[Geowanking] RE: New coding schemes - geospatial metadata

brian grant hbgrant at voyager.net
Mon Jun 18 07:26:25 PDT 2007


it seems the thread is returned to its origin which for me is location
measurement metadata (optical attributes to an open view)

regarding the idea that attributing a location measurement to an area grid
is:

>a non-reversible transformation
> to your initial point data

is one way of seeing it but I prefer assigning what timestamped measurement
was taken by what instrument with what configuration. what's measured
encompasses more than the point of measurement; defining area of measurement
is very helpful.

so reversibility is not that important because the entire measurment event
is recorded with metadata.


>
> So either you have a point location, or a circular area, and you are
> applying a transformation to change that point, or circle, into a
> triangle.  And you can't reverse that transformation, plus you don't
> have any real certainty that your actual position is within the
> resulting triangle.


shape is less importatnt that minimum boudaries necessary to define area -
RF is a funny thing, ya know - our location fixes may or may not be GPS
which may or may not be circular


>You want to be able to analyze and present your data by
> defined areas...

yes and absolutely.


>But nor does your method of storing data need to be how you present the
data.

correct but a hierarchical scheme originating from a recursive function can
be very database friendly, open and easy to understand.

great thoughts, Rich - thanks


 - brian

> -----Original Message-----
> From: geowanking-bounces at lists.burri.to
> [mailto:geowanking-bounces at lists.burri.to]On Behalf Of Rich Gibson
> Sent: Friday, June 15, 2007 1:52 PM
> To: geowanking at lists.burri.to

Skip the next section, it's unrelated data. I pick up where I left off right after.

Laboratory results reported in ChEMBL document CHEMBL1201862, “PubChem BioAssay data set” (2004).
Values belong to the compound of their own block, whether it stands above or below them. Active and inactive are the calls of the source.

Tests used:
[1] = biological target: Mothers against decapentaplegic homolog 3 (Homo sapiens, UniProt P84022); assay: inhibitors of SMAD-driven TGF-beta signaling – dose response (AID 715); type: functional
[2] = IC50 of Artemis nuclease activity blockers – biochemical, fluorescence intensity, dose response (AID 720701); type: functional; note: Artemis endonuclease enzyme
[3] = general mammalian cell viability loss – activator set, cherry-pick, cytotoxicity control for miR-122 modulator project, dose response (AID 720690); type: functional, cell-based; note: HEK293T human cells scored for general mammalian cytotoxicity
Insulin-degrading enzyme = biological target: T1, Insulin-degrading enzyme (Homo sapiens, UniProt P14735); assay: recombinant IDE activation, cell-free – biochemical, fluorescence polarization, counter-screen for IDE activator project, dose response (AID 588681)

> Subject: Re: New coding schemes -was [Geowanking] Open Street View
>
>
> On 6/15/07, brian grant <hbgrant at voyager.net> wrote:
> > > What is 'contemptible' about lat/lon?
> >
> > it's lousy for assigning attributes to an area; more than adequate for
> > determining what area is under measurement.
>
> It occurs to me that you are looking for an alternate system because
> you are not using tools that understand geometries.  Take a look at
> the PostGIS documentation dicusion of GIS objects:
> http://postgis.refractions.net/docs/ch04.html#RefObject
>
>
> > > I am still confused as to what is wrong with tracking the location of
> > > your sensor notes using lat/lon.  What is the problem with lat/lon?
> >
> > identifying their location with lat/lon is OK - it's storing
> the resulting
> > data attributable to a defined area where lat/lon becomes troublesome.
>
> I don't think you want to store your data 'attributable to a defined
> area.'  You want to be able to analyze and present your data by
> defined areas...
>
> >
> > > What is so attractive to you about losing resolution?
> >
> > I'm not losing resolution. in fact, I'm incorporating the
> precision of the
> > location measurement into the area defined.
>
> huh?  It looks like you are applying a non-reversible transformation
> to your initial point data.  Arguably, because of GPS accuracy, your
> original point data is really an area of probability-you have a 95%
> (or whatever) chance that your true position is within x meters of the
> GPS reported position...
>
> So either you have a point location, or a circular area, and you are
> applying a transformation to change that point, or circle, into a
> triangle.  And you can't reverse that transformation, plus you don't
> have any real certainty that your actual position is within the
> resulting triangle.
>
> >
> > also, the mesh I'm suggesting has a direct correlation to lat/lon.
> > it has to - it's how we measure location.
> >
> > my point is that our method for measurement doesn't have to be
> how we store
> > data.
>
> But nor does your method of storing data need to be how you
> present the data.
>
> cheers,
> Rich
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